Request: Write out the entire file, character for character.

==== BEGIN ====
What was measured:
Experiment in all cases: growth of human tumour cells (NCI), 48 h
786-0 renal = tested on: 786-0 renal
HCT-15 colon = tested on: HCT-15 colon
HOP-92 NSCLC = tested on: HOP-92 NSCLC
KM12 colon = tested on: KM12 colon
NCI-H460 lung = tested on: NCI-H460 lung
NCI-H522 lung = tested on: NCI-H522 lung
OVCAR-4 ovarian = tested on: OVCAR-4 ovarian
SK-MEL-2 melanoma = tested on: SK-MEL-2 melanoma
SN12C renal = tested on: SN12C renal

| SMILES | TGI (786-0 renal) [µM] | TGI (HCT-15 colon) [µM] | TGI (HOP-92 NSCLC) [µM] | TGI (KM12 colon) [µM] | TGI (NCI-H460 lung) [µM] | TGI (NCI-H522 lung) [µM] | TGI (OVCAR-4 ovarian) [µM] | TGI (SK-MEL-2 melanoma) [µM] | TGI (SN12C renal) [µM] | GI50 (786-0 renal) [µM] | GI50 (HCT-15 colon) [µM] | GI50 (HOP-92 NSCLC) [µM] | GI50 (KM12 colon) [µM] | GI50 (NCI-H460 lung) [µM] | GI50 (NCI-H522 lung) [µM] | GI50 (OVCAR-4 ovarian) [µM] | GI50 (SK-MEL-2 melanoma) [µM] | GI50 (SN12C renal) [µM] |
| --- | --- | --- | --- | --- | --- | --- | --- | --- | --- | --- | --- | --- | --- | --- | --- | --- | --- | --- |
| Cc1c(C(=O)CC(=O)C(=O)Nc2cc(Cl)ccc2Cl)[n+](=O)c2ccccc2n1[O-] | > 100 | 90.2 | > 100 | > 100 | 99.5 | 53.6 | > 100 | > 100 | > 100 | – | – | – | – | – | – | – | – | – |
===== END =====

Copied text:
What was measured:
Experiment in all cases: growth of human tumour cells (NCI), 48 h
786-0 renal = tested on: 786-0 renal
HCT-15 colon = tested on: HCT-15 colon
HOP-92 NSCLC = tested on: HOP-92 NSCLC
KM12 colon = tested on: KM12 colon
NCI-H460 lung = tested on: NCI-H460 lung
NCI-H522 lung = tested on: NCI-H522 lung
OVCAR-4 ovarian = tested on: OVCAR-4 ovarian
SK-MEL-2 melanoma = tested on: SK-MEL-2 melanoma
SN12C renal = tested on: SN12C renal

| SMILES | TGI (786-0 renal) [µM] | TGI (HCT-15 colon) [µM] | TGI (HOP-92 NSCLC) [µM] | TGI (KM12 colon) [µM] | TGI (NCI-H460 lung) [µM] | TGI (NCI-H522 lung) [µM] | TGI (OVCAR-4 ovarian) [µM] | TGI (SK-MEL-2 melanoma) [µM] | TGI (SN12C renal) [µM] | GI50 (786-0 renal) [µM] | GI50 (HCT-15 colon) [µM] | GI50 (HOP-92 NSCLC) [µM] | GI50 (KM12 colon) [µM] | GI50 (NCI-H460 lung) [µM] | GI50 (NCI-H522 lung) [µM] | GI50 (OVCAR-4 ovarian) [µM] | GI50 (SK-MEL-2 melanoma) [µM] | GI50 (SN12C renal) [µM] |
| --- | --- | --- | --- | --- | --- | --- | --- | --- | --- | --- | --- | --- | --- | --- | --- | --- | --- | --- |
| Cc1c(C(=O)CC(=O)C(=O)Nc2cc(Cl)ccc2Cl)[n+](=O)c2ccccc2n1[O-] | > 100 | 90.2 | > 100 | > 100 | 99.5 | 53.6 | > 100 | > 100 | > 100 | – | – | – | – | – | – | – | – | – |